UND cancels summer commencement; summer semester to be online only

University officials maintain that social distancing is the best practice in helping to prevent the spread of coronavirus.

A UND graduate shows appreciation for her parents during commencement ceremonies in May, 2018. photo by Eric Hylden/Grand Forks Herald

UND is canceling its summer commencement and will continue with online instruction only during summer semester, UND announced Tuesday, March 31.

The university had already canceled its spring commencement and has moved to remote instruction for the rest of the semester.

"We understand that such celebrations are important milestones in the lives of our students and their loved ones, and we are exploring alternate ways for the university to join graduates and families in celebrating this milestone," the university said in a statement Tuesday.

Meloney Linder, vice president for marketing and communications at UND, said summer classes shouldn't be affected too much, as about 80% of courses are already taught online during the summer semester.

It's unclear what that will mean for students in flight training courses. The university made the decision last week to suspend all hands-on flight training within the aviation department in the John D. Odegard School of Aerospace Sciences. There is no strict date yet on when flight operations will resume for students, Linder said.


University-sponsored summer events on campus, including, but not limited to, camps and new student orientation also have been canceled. The university says it is developing online alternatives for a number of these summer programs.

Other gatherings on campus will continue to follow restrictions announced for the spring semester, including no in-person meetings of 10 or more persons and keeping a physical distance of at least six feet from others. Distancing has proven to be the most effective way to slow the spread of COVID-19, the university said, noting it is making its decisions as it follows guidance from the Centers for Disease Control and Prevention. Another role in the university's decision-making process was the recent confinement order from the state of North Dakota and the shelter-in-place announcement by the state of Minnesota.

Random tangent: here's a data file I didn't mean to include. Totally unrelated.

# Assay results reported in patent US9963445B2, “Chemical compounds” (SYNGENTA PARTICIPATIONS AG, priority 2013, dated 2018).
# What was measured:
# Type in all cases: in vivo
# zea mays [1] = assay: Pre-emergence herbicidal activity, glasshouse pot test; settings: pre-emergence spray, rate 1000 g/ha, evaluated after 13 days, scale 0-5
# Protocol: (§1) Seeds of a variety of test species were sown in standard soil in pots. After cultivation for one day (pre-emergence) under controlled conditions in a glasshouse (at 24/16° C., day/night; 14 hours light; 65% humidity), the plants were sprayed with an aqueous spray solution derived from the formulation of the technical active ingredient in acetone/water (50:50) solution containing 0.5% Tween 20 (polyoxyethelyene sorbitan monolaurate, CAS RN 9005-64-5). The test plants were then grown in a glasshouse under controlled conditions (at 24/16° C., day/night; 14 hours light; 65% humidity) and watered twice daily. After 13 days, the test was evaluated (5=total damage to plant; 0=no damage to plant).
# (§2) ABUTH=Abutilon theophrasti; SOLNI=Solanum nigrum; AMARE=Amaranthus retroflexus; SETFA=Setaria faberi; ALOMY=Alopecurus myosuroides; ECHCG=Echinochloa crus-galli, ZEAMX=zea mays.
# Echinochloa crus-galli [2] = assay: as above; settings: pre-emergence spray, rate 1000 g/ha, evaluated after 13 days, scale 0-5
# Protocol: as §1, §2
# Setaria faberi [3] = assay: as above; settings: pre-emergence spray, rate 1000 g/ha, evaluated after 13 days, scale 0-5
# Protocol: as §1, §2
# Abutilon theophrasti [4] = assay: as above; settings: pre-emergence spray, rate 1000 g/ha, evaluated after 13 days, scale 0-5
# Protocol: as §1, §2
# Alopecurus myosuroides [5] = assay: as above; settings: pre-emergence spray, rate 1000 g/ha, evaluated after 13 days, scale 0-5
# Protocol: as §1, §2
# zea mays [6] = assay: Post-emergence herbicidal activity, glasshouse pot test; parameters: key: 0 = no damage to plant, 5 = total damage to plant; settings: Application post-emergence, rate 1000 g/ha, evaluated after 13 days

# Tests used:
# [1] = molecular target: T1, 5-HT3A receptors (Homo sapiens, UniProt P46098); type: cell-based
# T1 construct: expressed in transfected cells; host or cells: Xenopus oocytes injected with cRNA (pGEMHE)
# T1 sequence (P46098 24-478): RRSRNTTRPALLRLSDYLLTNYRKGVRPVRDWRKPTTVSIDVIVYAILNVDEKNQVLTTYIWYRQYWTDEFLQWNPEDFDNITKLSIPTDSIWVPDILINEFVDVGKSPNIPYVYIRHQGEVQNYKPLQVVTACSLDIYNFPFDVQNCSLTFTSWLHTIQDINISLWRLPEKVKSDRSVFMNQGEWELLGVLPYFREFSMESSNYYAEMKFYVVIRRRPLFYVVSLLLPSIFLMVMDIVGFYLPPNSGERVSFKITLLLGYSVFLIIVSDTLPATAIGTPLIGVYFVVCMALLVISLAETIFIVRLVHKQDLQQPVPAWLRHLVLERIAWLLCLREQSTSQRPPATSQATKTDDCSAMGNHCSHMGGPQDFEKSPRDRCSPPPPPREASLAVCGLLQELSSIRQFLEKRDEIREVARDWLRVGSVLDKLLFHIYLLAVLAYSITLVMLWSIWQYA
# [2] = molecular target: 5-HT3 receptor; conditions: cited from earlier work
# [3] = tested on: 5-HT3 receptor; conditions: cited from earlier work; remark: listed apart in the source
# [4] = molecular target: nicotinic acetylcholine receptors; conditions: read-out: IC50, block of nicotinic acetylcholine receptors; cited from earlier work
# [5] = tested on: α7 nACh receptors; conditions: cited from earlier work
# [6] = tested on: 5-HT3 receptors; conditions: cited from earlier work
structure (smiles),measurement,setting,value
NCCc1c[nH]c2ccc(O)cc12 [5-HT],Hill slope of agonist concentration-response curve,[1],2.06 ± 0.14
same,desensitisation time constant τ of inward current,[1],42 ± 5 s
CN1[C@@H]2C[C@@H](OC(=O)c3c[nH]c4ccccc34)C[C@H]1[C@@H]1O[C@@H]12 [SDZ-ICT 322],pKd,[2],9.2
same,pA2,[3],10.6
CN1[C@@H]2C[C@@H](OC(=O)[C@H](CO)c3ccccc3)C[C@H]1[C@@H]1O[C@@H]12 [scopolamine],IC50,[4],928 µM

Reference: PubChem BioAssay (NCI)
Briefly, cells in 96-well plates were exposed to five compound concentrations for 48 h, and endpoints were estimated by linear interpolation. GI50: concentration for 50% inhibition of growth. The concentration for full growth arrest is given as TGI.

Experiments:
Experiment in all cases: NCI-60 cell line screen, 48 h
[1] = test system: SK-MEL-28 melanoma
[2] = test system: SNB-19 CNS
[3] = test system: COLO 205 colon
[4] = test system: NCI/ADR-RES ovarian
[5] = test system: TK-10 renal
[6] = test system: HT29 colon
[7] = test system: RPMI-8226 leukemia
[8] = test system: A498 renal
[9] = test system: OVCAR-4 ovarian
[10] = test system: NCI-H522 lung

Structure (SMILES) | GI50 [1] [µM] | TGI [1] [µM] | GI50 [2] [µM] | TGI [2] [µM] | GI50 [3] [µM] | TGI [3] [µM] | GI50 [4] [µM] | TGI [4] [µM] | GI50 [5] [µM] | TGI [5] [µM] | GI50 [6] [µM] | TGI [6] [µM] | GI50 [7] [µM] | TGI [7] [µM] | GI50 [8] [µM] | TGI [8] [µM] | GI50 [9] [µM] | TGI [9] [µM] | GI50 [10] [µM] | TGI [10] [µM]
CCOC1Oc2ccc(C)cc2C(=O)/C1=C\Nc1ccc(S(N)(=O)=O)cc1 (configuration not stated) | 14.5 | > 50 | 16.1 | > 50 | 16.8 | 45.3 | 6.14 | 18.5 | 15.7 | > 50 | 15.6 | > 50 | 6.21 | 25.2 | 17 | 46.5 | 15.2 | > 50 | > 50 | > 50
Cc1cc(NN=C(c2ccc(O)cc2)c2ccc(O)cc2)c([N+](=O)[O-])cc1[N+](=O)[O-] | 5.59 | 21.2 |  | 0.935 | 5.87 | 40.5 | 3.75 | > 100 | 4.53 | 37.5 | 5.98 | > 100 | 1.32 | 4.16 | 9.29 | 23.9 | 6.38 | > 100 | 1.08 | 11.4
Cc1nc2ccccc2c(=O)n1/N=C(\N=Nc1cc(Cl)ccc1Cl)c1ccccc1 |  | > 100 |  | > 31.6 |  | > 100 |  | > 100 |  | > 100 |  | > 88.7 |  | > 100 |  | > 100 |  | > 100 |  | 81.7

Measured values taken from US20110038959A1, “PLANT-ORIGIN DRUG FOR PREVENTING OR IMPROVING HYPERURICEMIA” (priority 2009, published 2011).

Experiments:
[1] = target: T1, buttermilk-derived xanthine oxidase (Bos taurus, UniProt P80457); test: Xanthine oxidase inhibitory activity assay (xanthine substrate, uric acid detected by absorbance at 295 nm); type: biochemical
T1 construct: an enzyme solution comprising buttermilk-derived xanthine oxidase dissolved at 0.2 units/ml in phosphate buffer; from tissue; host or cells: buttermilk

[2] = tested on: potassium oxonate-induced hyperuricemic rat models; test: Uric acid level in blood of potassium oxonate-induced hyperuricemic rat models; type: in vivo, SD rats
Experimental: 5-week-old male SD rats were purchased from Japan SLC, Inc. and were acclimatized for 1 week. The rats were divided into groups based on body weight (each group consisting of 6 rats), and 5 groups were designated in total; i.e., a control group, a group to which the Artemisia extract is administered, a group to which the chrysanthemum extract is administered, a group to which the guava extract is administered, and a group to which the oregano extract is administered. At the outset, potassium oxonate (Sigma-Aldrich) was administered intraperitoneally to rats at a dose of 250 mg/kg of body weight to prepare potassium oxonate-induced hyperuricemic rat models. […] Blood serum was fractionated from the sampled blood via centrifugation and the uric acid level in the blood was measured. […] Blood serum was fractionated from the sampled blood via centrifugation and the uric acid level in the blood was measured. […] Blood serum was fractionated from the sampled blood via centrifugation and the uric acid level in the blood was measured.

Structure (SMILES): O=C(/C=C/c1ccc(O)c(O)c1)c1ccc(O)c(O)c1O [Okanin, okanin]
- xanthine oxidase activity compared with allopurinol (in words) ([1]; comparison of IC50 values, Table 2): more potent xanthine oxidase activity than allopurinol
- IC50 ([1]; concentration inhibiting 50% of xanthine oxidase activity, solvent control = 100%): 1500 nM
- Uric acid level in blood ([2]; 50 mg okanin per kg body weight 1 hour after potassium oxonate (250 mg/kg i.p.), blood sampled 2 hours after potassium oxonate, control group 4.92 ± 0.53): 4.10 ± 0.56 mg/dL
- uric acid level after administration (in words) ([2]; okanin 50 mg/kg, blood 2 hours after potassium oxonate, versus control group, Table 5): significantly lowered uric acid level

"Given the vital importance of distancing in limiting the spread of the virus, any gathering on campus is strongly discouraged unless it is truly essential, and then only with strict adherence to the above restrictions," the university said.

Also Tuesday, the university announced that students may request satisfactory/unsatisfactory grade options toward their major requirements. The 30-credit limit will be suspended, as well as the restriction barring freshmen students from choosing this grading option. Students do not need to take any action to receive the standard letter grade.

The decision to allow satisfactory/unsatisfactory grading followed a recommendation by the University Senate Executive Committee, Academic Deans, Student Senate, Office of the Registrar, Provost and Vice President for Academic Affairs. It was approved by interim UND President Joshua Wynne and will only apply to the spring semester.

“Under these extraordinary circumstances, it is imperative that we all work together, keeping the students’ best interests in mind," Jeff VanLooy, University Senate chair, said in a statement. "This decision was truly an act of shared governance, as representatives from all areas of the university were included in the process.”

The satisfactory/unsatisfactory option does not apply to graduate, law or medical students. Students can make the decision to change to S/U grading at any time up to 4:30 p.m. May 8. Students should first contact their advisers before making any decisions.

Sydney Mook has been the managing editor at the Herald since April 2021. In her role she edits and assigns stories and helps reporters develop their work for readers.

Mook has been with the Herald since May 2018 and was first hired as the Herald's higher education reporter where she covered UND and other happenings in state higher education. She was later promoted to community editor in 2019.

For story pitches contact her at or call her at 701-780-1134.
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